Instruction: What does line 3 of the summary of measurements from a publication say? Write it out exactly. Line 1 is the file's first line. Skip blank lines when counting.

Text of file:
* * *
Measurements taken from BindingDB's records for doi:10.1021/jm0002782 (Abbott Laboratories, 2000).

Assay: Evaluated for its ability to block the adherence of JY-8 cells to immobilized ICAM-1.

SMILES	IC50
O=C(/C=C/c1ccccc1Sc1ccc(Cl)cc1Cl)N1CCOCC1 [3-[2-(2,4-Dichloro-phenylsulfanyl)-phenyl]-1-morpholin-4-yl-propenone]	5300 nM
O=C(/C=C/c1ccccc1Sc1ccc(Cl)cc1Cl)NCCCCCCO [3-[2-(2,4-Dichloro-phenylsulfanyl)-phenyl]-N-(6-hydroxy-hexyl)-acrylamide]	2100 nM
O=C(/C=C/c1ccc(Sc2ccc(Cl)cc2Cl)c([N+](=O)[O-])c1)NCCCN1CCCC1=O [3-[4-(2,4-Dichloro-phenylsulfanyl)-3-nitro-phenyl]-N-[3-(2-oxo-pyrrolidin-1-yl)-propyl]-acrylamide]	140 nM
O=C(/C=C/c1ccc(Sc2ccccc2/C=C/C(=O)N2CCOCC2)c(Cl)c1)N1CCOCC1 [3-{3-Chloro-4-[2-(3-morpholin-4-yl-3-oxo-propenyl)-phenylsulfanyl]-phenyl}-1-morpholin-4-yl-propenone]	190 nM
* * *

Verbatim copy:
SMILES	IC50